Obituary of John Henry Whitmire
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Pawleys Island’s heart broke on Jan. 18., when John Henry Whitmire, an adventurous, gregarious, and charming unofficial world ambassador for the community where he lived and worked most of his life, died at his home by the Waccamaw River. He had suffered a heart attack two weeks prior. Even though it was a serious medical condition and he’d undergone surgery, his death shocked friends and family because John Henry seemed omnipresent. He had always been there for them and seemingly always would be. It’s hard to believe he’s gone. His Facebook page says it all, as hundreds of posts pour in with pain, surprise and unabashed love. “John Henry, we still had so much left to do. So much more to talk about. I just can’t believe you’re not here any longer,” Bonnie Beth Baldwin posted. “You know those rare people who you are ALWAYS happy to see? He was definitely one. An absolute treasure,” wrote Heather Lee Begley. Rooms brightened when he walked in. If charisma was a form of legal tender, John Henry was loaded. He rarely entered a building on Pawleys Island where he wasn’t approached by old friends. He never left without trying to make a new one. A world traveler, who’d made his way through Europe, Australia, Asia, South America and many places in between, he had a rare talent for spinning tales that could be mesmerizing, but also leave you wondering “did that really happen?” Renowned chef Louis Osteen once jokingly said that his dear friend John Henry believed “it’s more important to have a good story, than for it to be absolutely, totally true.” Anyone who knew him would immediately recognize the kernel of truth in that remark. John Henry, as he was called from the time of his birth, saw life as a series of adventures — stories to be told, to be shared and told all over again. The more dramatic, the better, even if he needed to use a bit of poetic license honed during his years as a creative writing student at the University of South Carolina. There was the tale about him riding in a horse-drawn carriage on the grounds of Buckingham Palace, right past the startled queen’s window. Or, the time he and a traveling companion were mistaken for terrorists in Ireland and put through the wringer by local authorities. He talked of being at Woodstock. He once pulled out a harmonica on the spur of the moment and did a riff that got thousands of views on YouTube. “Don’t believe me? Google it,” he’d say. In this case, there was solid video evidence, with more than 20,000 views and counting. Yes, John Henry’s life was an adventure. He embraced every day to the fullest. Through his travel both in this country and abroad, he made thousands of true friends. A lifelong bachelor, he showed extraordinary dedication to his brothers, nephews, cousins, aunts and uncles. He enmeshed himself in the Pawleys Island community, adding to its lore and allure. He skied some of the world’s premier slopes and sailed in the ocean. He even ran for Congress. He bought precious stones and shaped them into precious pieces of jewelry. Many of his friends first encountered him at his store, Whitmire’s Fine Jewelry. They appreciated his artistry, which emphasized coastal themes. “Pawleys Island will never be the same without you, John Henry Whitmire. I’ve known you for as long as I can remember, and you were such a selfless and kind man,” Lindsey Hart Kirby said in a Facebook post. “I have so many beautiful pieces of your jewelry from all of my boys that I love so much. You were so talented.” His generosity was legendary. He would complain of being broke, but then buy dinner for an entire table. He always was ready to repair someone’s treasured necklace, or throw an impromptu meal for dozens of friends or relatives. John Henry paid faithful attention over many decades to his oldest brother, Woodrow Wilson “Whit” Whitmire, who lived in a group home for most of his adult life. John Henry was born in a Greenville hospital on Dec. 28, 1951, to Woodrow and Arla Mae Piephoff Whitmire. He grew up in Easley, and attended and played football at Easley High School before entering the University of South Carolina and majoring in English. But it also was while he was at USC that John Henry took a class in jewelry making. After leaving Columbia, John Henry started working for a jewelry shop inside the Gay Dolphin in Myrtle Beach and then was asked to open a new location in North Myrtle Beach. There, he was joined by his childhood friend, John White. “At the end of the season, the shop got robbed,” White remembers. “We lost a bunch of cash and lost most of the jewelry inventory. It really set us back. It was a hungry fall and winter.” But in a demonstration of his resourcefulness, John Henry took his craft on the road, doing enough jewelry shows to get through the winter. “What I saw from that was his resilience and generosity during those times,” White said. “Even though we had very little stuff, if we met someone who had less, he would take them in. He made sure they had something to eat on the way out.” Those hard times, though, eventually led John Henry to the place he loved, Pawleys Island, where his jewelry store — then called October Silver — was one of the first tenants at the Hammock Shops. “I felt like John Henry was a mentor for me in so many ways,” White says. “Nice and naughty and adventurous. He repeatedly taught me how to live life to the fullest, recover from the hard knocks and love people unconditionally. He was a true character in the Southern sense. He was a living legend.” John Henry was predeceased by his parents, and by his step-mother, Elizabeth Jones “Lib” Whitmire and by his brother, Whit. He is survived by his brother Ralph Clayton "Clay" Whitmire, and his wife Lynn, of Indianapolis, Indiana. He also is survived by his nephews, Andrew Whitmire and his wife Leah, and Matthew Whitmire his wife, Daphne, by great-nieces Kate and Kendall Whitmire and great-nephew Will Whitmire, as well as four godchildren, many loving cousins, children of cousins and grandchildren of cousins. A memorial service will be held at 11 a.m. Wednesday, Feb. 1, at Holy Cross Faith Memorial Episcopal Church in Pawleys Island, followed by a celebration of life at Frank’s Restaurant. In lieu of flowers, the family suggests following the lead of John Henry, who was a giver in all aspects of life. Honor him by giving to your favorite charity or to the next person who crosses your path.To send flowers to the family or plant a tree in memory of John Whitmire, please visit Tribute Store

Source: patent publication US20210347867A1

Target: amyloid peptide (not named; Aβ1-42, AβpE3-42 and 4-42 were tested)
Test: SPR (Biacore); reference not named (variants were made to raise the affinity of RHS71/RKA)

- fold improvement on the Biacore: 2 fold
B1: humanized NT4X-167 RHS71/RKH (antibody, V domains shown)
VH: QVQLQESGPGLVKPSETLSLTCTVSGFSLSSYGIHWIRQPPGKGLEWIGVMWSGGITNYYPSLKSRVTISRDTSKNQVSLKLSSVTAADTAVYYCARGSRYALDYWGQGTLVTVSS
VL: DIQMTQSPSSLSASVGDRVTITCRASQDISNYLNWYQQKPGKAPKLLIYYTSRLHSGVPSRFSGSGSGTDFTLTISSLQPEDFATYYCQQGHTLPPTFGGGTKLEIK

11:00 am - 12:00 pm
Wednesday, February 1, 2023
Holy Cross Faith Memorial Episcopal Church
113 Baskerville Drive
Pawleys Island, South Carolina, United States
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In Loving Memory
1951 - 2023